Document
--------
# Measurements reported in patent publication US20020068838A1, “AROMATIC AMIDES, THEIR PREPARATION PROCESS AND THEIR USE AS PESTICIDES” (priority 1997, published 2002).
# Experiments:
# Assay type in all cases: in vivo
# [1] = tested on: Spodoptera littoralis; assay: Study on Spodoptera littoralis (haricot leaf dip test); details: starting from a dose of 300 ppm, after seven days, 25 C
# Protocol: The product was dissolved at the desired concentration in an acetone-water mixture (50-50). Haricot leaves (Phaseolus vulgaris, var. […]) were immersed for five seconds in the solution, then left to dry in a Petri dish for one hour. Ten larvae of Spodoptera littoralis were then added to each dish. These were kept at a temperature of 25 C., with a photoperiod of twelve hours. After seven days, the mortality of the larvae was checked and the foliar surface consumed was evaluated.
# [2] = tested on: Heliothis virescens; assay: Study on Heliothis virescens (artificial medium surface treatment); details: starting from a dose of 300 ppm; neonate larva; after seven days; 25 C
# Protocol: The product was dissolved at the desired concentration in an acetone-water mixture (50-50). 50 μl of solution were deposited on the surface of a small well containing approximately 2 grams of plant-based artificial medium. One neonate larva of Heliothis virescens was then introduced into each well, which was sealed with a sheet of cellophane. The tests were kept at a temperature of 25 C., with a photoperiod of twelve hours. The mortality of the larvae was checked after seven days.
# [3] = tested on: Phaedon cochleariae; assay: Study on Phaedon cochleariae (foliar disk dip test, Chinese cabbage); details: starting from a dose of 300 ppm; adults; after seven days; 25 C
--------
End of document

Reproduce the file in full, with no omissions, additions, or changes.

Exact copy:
# Measurements reported in patent publication US20020068838A1, “AROMATIC AMIDES, THEIR PREPARATION PROCESS AND THEIR USE AS PESTICIDES” (priority 1997, published 2002).
# Experiments:
# Assay type in all cases: in vivo
# [1] = tested on: Spodoptera littoralis; assay: Study on Spodoptera littoralis (haricot leaf dip test); details: starting from a dose of 300 ppm, after seven days, 25 C
# Protocol: The product was dissolved at the desired concentration in an acetone-water mixture (50-50). Haricot leaves (Phaseolus vulgaris, var. […]) were immersed for five seconds in the solution, then left to dry in a Petri dish for one hour. Ten larvae of Spodoptera littoralis were then added to each dish. These were kept at a temperature of 25 C., with a photoperiod of twelve hours. After seven days, the mortality of the larvae was checked and the foliar surface consumed was evaluated.
# [2] = tested on: Heliothis virescens; assay: Study on Heliothis virescens (artificial medium surface treatment); details: starting from a dose of 300 ppm; neonate larva; after seven days; 25 C
# Protocol: The product was dissolved at the desired concentration in an acetone-water mixture (50-50). 50 μl of solution were deposited on the surface of a small well containing approximately 2 grams of plant-based artificial medium. One neonate larva of Heliothis virescens was then introduced into each well, which was sealed with a sheet of cellophane. The tests were kept at a temperature of 25 C., with a photoperiod of twelve hours. The mortality of the larvae was checked after seven days.
# [3] = tested on: Phaedon cochleariae; assay: Study on Phaedon cochleariae (foliar disk dip test, Chinese cabbage); details: starting from a dose of 300 ppm; adults; after seven days; 25 C